Big Mama says, “The blues ain’t nothing but life, simple life. It’s also about the joy of good food, good times and good sex. So go out there, and get you some of each!”

And Richardson then launched into a spirited version of Wang Dang Doodle  that had the audience clapping and singing “all night long” in call-response fashion, pitching us higher and higher, to bring us down to whispers as she abandoned microphone to sit on the stage’s edge and, in a supremely meta-theatrical moment (the Belfry Theatre began life as a Baptist Church), conducted “the choir”.

The circle was complete!

Part concert, part history-lesson, part jam-session, Big Mama! joins the Belfry tradition of blockbuster summer hits (Mom’s the Word, Ride the Cyclone, Billy Bishop Goes to War).  If you’re a blues fan, you won’t want to miss it. If you are not yet a blues fan, here’s the perfect opportunity to immerse yourself in some soulful tunes for a hot night out. You won’t be disappointed.

Learn more about Big Mama, Willie Mae Thornton and her discography here.

Big Mama! The Willie Mae Thornton Story at the Belfry Theatre

July 24th – August 19th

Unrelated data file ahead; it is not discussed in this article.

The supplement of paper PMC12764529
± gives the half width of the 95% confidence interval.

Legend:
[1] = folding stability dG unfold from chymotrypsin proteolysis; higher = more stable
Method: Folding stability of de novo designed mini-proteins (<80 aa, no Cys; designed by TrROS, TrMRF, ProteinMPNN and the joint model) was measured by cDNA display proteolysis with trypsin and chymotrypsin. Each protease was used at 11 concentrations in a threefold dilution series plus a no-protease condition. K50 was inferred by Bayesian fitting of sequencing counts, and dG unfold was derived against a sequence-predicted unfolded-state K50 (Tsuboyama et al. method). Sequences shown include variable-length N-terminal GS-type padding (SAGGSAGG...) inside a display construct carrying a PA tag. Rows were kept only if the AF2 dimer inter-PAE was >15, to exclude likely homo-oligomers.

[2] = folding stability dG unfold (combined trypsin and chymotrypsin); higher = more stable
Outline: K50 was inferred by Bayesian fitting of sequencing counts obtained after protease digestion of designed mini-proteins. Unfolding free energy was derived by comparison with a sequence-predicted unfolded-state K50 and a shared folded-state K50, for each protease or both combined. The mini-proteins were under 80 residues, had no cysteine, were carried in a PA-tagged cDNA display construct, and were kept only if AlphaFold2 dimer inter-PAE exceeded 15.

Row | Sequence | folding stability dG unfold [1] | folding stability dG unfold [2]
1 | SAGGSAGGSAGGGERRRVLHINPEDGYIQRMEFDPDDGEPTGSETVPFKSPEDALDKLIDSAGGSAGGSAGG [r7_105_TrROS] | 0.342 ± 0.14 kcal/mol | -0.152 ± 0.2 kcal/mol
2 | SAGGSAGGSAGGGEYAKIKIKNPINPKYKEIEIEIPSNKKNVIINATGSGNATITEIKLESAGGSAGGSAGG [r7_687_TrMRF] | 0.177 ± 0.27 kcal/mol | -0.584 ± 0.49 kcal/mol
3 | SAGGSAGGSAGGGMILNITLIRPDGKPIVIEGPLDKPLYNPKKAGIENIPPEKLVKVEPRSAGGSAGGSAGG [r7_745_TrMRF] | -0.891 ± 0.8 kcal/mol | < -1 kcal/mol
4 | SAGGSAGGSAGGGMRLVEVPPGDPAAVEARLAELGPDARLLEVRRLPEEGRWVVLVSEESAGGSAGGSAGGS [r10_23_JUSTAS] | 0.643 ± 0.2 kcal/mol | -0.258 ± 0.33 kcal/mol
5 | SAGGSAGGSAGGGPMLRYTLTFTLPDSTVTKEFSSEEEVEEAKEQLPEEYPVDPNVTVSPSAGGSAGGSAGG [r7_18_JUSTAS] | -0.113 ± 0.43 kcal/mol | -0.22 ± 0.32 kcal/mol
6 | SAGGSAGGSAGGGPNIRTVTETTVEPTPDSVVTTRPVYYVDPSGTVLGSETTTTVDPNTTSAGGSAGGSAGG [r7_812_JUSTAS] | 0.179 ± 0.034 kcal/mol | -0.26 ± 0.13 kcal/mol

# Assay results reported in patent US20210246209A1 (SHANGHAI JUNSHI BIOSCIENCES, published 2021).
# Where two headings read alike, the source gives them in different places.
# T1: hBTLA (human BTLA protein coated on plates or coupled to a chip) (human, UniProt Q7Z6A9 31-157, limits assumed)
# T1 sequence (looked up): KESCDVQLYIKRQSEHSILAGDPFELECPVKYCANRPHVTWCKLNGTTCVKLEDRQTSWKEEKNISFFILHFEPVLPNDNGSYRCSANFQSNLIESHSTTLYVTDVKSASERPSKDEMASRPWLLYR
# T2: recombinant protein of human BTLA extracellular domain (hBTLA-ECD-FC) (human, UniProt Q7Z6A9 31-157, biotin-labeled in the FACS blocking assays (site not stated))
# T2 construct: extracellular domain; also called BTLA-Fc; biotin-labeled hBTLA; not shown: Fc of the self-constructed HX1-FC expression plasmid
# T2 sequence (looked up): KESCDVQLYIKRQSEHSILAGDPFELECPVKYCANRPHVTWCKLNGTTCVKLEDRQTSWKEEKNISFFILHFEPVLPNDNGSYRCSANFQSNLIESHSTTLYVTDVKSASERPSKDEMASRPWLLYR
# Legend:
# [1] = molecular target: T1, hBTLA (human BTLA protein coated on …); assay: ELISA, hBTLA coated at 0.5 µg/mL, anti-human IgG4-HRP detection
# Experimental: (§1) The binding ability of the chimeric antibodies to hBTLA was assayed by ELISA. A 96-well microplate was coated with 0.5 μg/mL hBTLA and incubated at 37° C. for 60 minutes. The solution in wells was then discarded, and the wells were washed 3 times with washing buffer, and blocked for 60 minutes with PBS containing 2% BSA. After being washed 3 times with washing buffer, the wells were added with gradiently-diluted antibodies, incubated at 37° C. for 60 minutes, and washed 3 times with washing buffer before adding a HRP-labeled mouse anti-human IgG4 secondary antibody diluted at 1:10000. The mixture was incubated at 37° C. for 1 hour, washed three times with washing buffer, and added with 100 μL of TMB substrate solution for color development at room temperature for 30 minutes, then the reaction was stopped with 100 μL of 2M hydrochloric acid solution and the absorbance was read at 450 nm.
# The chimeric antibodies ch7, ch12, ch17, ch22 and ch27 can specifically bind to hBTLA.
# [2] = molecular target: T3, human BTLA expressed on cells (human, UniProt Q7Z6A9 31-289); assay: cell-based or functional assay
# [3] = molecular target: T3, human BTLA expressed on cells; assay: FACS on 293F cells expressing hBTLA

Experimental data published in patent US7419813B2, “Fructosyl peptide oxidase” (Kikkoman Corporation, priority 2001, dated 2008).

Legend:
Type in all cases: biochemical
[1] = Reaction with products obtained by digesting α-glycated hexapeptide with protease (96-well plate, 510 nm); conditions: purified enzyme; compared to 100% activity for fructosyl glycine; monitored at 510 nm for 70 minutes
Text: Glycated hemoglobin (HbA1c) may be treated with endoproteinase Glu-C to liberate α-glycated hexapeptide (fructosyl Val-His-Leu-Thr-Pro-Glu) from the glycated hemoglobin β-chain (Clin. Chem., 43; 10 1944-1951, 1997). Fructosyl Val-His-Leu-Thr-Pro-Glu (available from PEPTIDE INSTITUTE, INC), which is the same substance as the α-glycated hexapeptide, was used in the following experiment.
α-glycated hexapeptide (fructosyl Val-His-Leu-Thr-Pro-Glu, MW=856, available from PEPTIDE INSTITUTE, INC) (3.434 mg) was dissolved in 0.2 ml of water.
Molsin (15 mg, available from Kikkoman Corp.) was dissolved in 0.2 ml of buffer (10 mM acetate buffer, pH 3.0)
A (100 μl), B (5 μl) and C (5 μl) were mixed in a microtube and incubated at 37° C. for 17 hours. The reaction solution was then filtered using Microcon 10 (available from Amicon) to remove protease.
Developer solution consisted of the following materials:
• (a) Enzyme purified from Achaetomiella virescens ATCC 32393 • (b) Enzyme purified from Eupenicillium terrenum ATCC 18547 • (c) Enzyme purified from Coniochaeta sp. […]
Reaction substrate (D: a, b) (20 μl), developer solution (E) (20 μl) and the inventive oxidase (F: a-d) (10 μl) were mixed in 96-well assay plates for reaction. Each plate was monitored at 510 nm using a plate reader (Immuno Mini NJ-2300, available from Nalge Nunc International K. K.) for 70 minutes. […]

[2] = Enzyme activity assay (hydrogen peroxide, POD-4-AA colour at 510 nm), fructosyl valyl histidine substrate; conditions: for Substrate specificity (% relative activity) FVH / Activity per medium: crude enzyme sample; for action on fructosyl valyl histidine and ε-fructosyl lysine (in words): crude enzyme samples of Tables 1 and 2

Creative Team

Playwright Audrei-Kairen
Starring Jackie Richardson with Bill Johnson (guitar), Ron Casat (piano) and Andy Graffiti (drums).
Director John Cooper
Musical Director Ron Casat
Designer Carole Klemm
Lighting Designer Martin Conboy
Costume Designer Karen Levis
Stage Manager Kim Charleen Smith
Assistant Stage Manager Sandra McEwing

The Belfry’s Season Sponsors are Thrifty Foods, Times Colonist, Cook’s Day Off, the Canada Council for the Arts, the Province of BC, BC Arts Council, CRD Arts Development.


Tickets $25 to $40 (plus HST) at 250-385-6815 or online at https://tickets.belfry.bc.ca.

Performance Schedule (July 24 – August 19, 2012)
Tuesdays – Saturdays at 8 pm
Wednesday Matinees at 1 pm (August 1 & 8)
Saturday Matinees at 4 pm
Sunday Matinees at2 pm

 Disclaimer:  I was offered complimentary tickets to attend the opening night of this play. I was not paid to write a review nor was I required to do so. As always, I retain editorial control over all the content published on this blog

About @lacouvee

Community Builder. Catalyst. Speaker. Writer. Arts Advocate.

Passionate about bridging online and offline communities to effect positive change.

I truly believe that one person can make a difference and that we all have our own lives to live, creatively, while respecting the unique nature of others.

Comments

  1. Ben Ziegler says:

    Good review Janis. Guess I won’t need the program next week, when I take in this show. 🙂

    I like the blues, too. Listen to CBC’s Holger Peterson (Saturday night blues show whenever I can. You mention the show is part history lesson…. With the blues’ roots in slavery, one (or at least I do) feels something oh so powerful with the music, knowing its beginnings. And I’m sure that message comes across loud and clear with Jackie R. Can’t wait.

  2. John Carswell says:

    A video clip from Big Mama!
    http://youtu.be/r75bmekzraw